Humans of Merrimack creator to address undergraduates
Merrimack’s undergraduate commencement speaker Chloe Rothman was pretty well known at school through her heroics on the basketball court and the omnipresent scooter she used to get around campus but she managed to keep a big secret for weeks when she began authoring the Merrimack Humans Facebook page.
“I wanted people to find commonalities and come together through commonalities because that’s what I do,” Rothman said.
Rothman will continue giving voice to the student body through her role as student speaker during commencement that starts Sunday May 17 at 10 a.m. The college is awarding degrees to about 600 students from the schools of Liberal Arts, Science and Engineering, Education and Social Policy, and the Girard School of Business.
Like so many graduates, Rothman is emotionally torn as she prepares to graduate.
“I’m going to miss this place so much but it’s so exciting to graduate,” she said. “I’m excited to see what comes next. I’m waiting to see the next opportunity.”
Rothman, 21, is hoping to play professional women’s basketball overseas. She’s hired an agent who is looking at opportunities, including Israel.
Rothman started playing basketball when she was 5 years old and isn’t ready to give it up competitively.
“If I get on a team I’ll know by the end of summer,” she said.
Rothman’s inquisitiveness comes from her father Ira Rothman and her writing inspiration comes from the oldest of her three brothers, Max.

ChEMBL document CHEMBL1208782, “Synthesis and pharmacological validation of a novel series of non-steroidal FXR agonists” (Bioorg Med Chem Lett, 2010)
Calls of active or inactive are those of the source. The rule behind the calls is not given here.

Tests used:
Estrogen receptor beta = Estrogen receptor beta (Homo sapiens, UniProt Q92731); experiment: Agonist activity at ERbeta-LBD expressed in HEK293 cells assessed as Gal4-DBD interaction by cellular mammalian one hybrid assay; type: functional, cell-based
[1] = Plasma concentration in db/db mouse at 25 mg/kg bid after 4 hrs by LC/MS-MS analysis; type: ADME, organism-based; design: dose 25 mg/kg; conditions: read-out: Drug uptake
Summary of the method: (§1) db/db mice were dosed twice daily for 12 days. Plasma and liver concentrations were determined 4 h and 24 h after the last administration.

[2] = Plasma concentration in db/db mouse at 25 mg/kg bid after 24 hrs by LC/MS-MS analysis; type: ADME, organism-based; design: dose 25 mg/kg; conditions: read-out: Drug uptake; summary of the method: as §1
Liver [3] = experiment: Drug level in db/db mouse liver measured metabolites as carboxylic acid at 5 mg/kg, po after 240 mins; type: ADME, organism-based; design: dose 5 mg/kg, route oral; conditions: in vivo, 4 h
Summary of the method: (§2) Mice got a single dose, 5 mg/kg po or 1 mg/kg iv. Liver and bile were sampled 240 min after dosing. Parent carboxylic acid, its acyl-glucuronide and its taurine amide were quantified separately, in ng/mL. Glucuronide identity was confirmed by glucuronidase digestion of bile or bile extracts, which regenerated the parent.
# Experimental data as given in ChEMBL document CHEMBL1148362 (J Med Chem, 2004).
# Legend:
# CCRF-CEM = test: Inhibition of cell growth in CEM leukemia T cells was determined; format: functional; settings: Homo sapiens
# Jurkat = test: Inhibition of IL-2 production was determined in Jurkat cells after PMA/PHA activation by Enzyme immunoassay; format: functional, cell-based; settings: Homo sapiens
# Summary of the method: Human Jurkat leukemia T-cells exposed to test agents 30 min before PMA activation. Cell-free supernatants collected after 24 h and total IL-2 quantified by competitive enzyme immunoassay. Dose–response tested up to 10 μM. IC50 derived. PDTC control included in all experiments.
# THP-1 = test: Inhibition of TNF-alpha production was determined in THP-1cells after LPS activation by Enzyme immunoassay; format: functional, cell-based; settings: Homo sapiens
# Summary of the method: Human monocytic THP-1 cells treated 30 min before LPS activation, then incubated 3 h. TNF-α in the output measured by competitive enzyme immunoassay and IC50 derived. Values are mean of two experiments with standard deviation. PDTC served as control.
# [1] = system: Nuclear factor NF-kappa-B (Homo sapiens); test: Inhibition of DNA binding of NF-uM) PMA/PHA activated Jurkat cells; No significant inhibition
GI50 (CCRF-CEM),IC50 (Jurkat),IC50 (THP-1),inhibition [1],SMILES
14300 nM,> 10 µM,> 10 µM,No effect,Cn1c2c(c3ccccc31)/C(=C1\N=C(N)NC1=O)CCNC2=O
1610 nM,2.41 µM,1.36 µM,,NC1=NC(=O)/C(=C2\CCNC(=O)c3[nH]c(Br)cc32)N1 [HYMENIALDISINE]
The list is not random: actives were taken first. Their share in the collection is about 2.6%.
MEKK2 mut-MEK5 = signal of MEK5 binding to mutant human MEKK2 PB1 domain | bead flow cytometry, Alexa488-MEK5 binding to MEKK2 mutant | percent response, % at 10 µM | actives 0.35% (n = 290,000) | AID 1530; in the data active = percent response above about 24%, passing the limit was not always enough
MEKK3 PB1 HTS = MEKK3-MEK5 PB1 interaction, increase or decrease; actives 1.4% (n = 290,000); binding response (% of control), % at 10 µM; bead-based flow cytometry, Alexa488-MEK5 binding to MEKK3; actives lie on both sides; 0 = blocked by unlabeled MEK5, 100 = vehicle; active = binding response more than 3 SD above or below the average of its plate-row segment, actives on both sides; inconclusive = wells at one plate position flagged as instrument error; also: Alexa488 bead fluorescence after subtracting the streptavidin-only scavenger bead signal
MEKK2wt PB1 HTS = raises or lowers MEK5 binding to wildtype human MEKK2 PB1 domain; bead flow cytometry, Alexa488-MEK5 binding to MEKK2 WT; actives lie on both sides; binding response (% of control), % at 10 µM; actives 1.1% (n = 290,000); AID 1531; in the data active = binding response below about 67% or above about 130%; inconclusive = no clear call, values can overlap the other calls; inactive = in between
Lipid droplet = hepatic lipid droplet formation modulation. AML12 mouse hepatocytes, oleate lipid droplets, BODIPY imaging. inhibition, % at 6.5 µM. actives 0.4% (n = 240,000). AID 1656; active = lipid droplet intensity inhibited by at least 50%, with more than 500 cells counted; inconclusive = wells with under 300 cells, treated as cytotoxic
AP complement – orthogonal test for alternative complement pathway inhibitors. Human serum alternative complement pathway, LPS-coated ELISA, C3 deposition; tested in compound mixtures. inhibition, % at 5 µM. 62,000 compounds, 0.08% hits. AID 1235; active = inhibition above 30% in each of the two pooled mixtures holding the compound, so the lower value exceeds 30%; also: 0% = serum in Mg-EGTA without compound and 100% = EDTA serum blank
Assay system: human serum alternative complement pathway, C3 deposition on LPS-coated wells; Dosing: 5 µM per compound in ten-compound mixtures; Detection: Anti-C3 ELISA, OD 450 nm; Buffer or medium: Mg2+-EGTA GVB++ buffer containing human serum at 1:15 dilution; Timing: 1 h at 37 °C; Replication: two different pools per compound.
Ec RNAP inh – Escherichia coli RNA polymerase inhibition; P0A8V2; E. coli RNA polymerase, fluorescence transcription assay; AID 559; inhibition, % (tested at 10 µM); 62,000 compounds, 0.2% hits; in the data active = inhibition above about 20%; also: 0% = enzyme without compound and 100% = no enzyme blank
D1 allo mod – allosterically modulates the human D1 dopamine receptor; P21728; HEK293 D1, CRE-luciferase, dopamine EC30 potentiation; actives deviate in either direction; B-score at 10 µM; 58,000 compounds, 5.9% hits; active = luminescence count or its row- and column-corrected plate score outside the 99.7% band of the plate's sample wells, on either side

As a girl Rothman was amazed to learn during car rides and walks with her father, just how smart he was.
“Dad was the smartest person in the world,” Rothman said. “You know, knowledge is pretty cool.”
Max is a journalist and taught Rothman that the smallest facts and details can reveal the greatest truths about people.
If Rothman hadn’t studied athletic training in college she might have been a writer so when she came across the Facebook page Humans of New York she was inspired to do something similar for Merrimack.
Everybody has their own life lessons and others should hear the stories, Rothman said. Too often, people stick to their own social groups so they don’t enjoy the wide array of fascinating stories others can share.
“I wanted to bring people together more,” Rothman said. “I like to learn more about other people and hearing their stories.”
The stories she writes for Merrimack Humans has drawn attention from fellow Warriors but also students from other colleges and universities. Feedback includes people with similar experiences to her subjects, and sometimes, inspirational videos.
Rothman almost didn’t make it to campus four years ago.
Then-women’s basketball coach Helen Williams recruited Rothman but Monique LeBlanc took over the program before Rothman arrived on campus and the young basketballer had to do some soul searching before deciding to attend Merrimack.
Ultimately, she decided Merrimack felt like a home.
“I like the campus, I like the way it felt during my first recruiting visit,’” Rothman said.
She arrived on campus and starred as a point guard and popular schoolmate for four years.